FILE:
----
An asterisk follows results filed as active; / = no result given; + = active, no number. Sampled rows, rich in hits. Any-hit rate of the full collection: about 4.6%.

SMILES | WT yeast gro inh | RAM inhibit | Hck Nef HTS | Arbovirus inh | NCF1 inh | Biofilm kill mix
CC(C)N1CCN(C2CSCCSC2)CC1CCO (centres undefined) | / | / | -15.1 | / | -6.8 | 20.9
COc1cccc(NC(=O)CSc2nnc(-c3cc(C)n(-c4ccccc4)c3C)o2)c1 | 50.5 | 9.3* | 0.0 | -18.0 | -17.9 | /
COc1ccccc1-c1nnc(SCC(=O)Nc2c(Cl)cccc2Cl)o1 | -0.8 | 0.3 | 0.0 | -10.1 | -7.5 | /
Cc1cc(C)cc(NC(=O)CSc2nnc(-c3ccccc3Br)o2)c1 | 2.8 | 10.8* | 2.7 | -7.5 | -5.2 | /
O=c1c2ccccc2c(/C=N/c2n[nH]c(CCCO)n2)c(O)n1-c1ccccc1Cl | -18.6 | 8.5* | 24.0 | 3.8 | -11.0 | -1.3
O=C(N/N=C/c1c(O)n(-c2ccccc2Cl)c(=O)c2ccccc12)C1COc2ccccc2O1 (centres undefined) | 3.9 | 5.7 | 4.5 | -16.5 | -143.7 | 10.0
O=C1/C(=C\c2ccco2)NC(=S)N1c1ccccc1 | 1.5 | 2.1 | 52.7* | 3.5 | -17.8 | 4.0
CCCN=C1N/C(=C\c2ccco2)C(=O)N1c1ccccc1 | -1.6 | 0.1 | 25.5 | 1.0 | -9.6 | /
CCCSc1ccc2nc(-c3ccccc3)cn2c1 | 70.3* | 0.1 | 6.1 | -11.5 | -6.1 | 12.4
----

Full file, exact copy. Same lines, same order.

An asterisk follows results filed as active; / = no result given; + = active, no number. Sampled rows, rich in hits. Any-hit rate of the full collection: about 4.6%.

SMILES | WT yeast gro inh | RAM inhibit | Hck Nef HTS | Arbovirus inh | NCF1 inh | Biofilm kill mix
CC(C)N1CCN(C2CSCCSC2)CC1CCO (centres undefined) | / | / | -15.1 | / | -6.8 | 20.9
COc1cccc(NC(=O)CSc2nnc(-c3cc(C)n(-c4ccccc4)c3C)o2)c1 | 50.5 | 9.3* | 0.0 | -18.0 | -17.9 | /
COc1ccccc1-c1nnc(SCC(=O)Nc2c(Cl)cccc2Cl)o1 | -0.8 | 0.3 | 0.0 | -10.1 | -7.5 | /
Cc1cc(C)cc(NC(=O)CSc2nnc(-c3ccccc3Br)o2)c1 | 2.8 | 10.8* | 2.7 | -7.5 | -5.2 | /
O=c1c2ccccc2c(/C=N/c2n[nH]c(CCCO)n2)c(O)n1-c1ccccc1Cl | -18.6 | 8.5* | 24.0 | 3.8 | -11.0 | -1.3
O=C(N/N=C/c1c(O)n(-c2ccccc2Cl)c(=O)c2ccccc12)C1COc2ccccc2O1 (centres undefined) | 3.9 | 5.7 | 4.5 | -16.5 | -143.7 | 10.0
O=C1/C(=C\c2ccco2)NC(=S)N1c1ccccc1 | 1.5 | 2.1 | 52.7* | 3.5 | -17.8 | 4.0
CCCN=C1N/C(=C\c2ccco2)C(=O)N1c1ccccc1 | -1.6 | 0.1 | 25.5 | 1.0 | -9.6 | /
CCCSc1ccc2nc(-c3ccccc3)cn2c1 | 70.3* | 0.1 | 6.1 | -11.5 | -6.1 | 12.4